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The smart contracts running on ICP are a powerful evolution of traditional smart contracts. ICP smart contracts are called canisters and are computational units that combine both code and data. Canisters can contain any arbitrary code or data, from serving web pages to creating a secure messaging app, or implementing a decentralized token exchange.


Canisters have special properties that allow developers to build scalable Web3 services. To better understand these properties, one has to consider canisters from different perspectives to form a complete picture of their capabilities.

An Ethereum developer might think of canisters as smart contracts, whereas someone with an academic background might make associations with actors and the actor model.

A systems engineer will likely consider operating systems processes, whereas a virtual machine expert might think about WebAssembly module instances.

While these associations are partial, they are correct. Together they form a comprehensive picture of what a canister is. Let’s look at them one by one.

Introducing canisters — An evolution of smart contracts.

Canisters as smart contracts

Canisters are much like a smart contract in that their execution is governed by a secure protocol; in this case, the ICP protocol. Canisters running on ICP are tamper-proof, since their state can only be modified through messages that are executed on-chain. A canister’s state can be audited and cryptographically verified using ICP’s chain-key cryptography. For a brief comparison between canisters and Ethereum smart contracts, refer to the table Quick comparison with Ethereum.

Canisters as actors

Canisters are much like actors when thinking about them abstractly. Following the actor model of concurrent computation, canisters respond to messages they receive by performing one or more of the following actions:

  • Modifying their private state.
  • Sending messages to other canisters (actors).
  • Creating more canisters (actors).

Although canisters have a single thread of execution, multiple can be executed concurrently. This is a key feature of ICP that overcomes the scaling challenges of other smart contract platforms.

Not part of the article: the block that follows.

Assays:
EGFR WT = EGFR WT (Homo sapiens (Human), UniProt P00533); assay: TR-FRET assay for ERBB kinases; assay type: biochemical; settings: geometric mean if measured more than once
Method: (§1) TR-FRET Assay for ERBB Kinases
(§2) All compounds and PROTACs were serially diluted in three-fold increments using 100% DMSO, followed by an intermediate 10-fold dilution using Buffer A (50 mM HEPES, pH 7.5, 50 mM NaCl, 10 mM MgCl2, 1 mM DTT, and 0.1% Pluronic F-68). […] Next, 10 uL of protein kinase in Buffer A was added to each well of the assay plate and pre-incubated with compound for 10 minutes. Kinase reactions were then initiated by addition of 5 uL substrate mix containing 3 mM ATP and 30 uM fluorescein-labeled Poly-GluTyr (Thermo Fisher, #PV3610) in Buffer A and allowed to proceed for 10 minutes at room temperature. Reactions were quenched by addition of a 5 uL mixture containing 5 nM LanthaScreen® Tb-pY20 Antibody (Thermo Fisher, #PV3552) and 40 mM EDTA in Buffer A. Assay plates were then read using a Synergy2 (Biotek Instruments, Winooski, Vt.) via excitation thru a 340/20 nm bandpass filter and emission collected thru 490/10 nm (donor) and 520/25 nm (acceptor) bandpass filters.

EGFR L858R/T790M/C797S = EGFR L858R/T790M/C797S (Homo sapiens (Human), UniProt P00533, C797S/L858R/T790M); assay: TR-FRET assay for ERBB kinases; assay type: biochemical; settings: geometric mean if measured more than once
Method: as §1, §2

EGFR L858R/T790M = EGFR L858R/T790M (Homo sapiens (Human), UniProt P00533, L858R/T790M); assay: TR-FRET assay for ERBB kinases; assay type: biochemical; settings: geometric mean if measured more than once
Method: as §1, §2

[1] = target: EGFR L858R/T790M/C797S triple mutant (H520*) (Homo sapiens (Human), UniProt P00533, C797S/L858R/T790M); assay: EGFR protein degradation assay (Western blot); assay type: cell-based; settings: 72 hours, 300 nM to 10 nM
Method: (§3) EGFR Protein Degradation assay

Canisters as OS processes

Canisters behave much like operating system processes. Similar to how an operating system schedules processes, ICP schedules the execution of canisters. Learn more about the execution of canisters.

An operating system maintains state on behalf of processes, like their open file descriptors, similar to how ICP maintains state on behalf of canisters, such as their cycle balance or its outstanding calls to other canisters.

Operating system processes cannot directly modify their table of file descriptors or manipulate peripheral devices, similar to how canisters cannot directly modify their cycles balance.

ICP provides APIs to canisters that allow them to make payments to other canisters, send them messages, and create and manage other canisters.

Canisters as WebAssembly module instances

Canisters are implemented as WebAssembly modules. This allows for maximum interoperability, as developers can write canisters in a variety of languages that target WebAssembly.

A canister is a WebAssembly module instance complete with its own state and execution stack. Canisters’ memory uses orthogonal persistence, which makes storing canister data transparent for users. The data of the canister’s WebAssembly module is persisted automatically by the system and is present the next time the canister is scheduled for execution. The WebAssembly module itself is stored along with other bits of the canister’s state.